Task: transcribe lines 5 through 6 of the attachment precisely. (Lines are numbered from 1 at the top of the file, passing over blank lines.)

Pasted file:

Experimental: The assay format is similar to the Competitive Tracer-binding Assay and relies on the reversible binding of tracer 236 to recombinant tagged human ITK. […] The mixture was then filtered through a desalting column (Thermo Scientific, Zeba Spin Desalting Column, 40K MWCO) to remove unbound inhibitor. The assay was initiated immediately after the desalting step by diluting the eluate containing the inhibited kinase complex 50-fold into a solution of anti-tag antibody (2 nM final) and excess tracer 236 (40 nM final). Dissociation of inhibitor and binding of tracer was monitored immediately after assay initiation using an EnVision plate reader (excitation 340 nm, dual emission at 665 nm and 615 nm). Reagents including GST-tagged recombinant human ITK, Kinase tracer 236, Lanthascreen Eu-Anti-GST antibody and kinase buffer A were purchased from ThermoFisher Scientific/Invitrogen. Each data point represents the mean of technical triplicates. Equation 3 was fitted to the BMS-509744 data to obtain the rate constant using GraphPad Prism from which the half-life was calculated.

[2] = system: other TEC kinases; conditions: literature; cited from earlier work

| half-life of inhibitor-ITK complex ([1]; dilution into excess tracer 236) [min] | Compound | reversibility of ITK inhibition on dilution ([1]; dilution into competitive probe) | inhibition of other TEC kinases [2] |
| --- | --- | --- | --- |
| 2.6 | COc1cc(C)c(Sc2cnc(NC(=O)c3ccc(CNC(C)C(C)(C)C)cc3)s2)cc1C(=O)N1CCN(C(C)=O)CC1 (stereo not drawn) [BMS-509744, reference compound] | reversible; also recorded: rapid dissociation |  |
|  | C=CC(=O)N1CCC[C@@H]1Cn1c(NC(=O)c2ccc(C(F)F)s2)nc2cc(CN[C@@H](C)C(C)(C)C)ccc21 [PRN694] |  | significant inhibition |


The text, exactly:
| 2.6 | COc1cc(C)c(Sc2cnc(NC(=O)c3ccc(CNC(C)C(C)(C)C)cc3)s2)cc1C(=O)N1CCN(C(C)=O)CC1 (stereo not drawn) [BMS-509744, reference compound] | reversible; also recorded: rapid dissociation |  |
|  | C=CC(=O)N1CCC[C@@H]1Cn1c(NC(=O)c2ccc(C(F)F)s2)nc2cc(CN[C@@H](C)C(C)(C)C)ccc21 [PRN694] |  | significant inhibition |